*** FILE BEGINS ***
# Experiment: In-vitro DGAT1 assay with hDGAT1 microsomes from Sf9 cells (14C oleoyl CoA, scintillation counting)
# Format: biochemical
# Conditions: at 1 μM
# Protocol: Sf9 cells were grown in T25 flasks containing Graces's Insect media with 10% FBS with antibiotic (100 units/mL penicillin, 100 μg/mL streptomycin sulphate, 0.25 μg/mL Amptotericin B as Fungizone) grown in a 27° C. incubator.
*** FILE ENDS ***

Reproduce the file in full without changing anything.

# Experiment: In-vitro DGAT1 assay with hDGAT1 microsomes from Sf9 cells (14C oleoyl CoA, scintillation counting)
# Format: biochemical
# Conditions: at 1 μM
# Protocol: Sf9 cells were grown in T25 flasks containing Graces's Insect media with 10% FBS with antibiotic (100 units/mL penicillin, 100 μg/mL streptomycin sulphate, 0.25 μg/mL Amptotericin B as Fungizone) grown in a 27° C. incubator.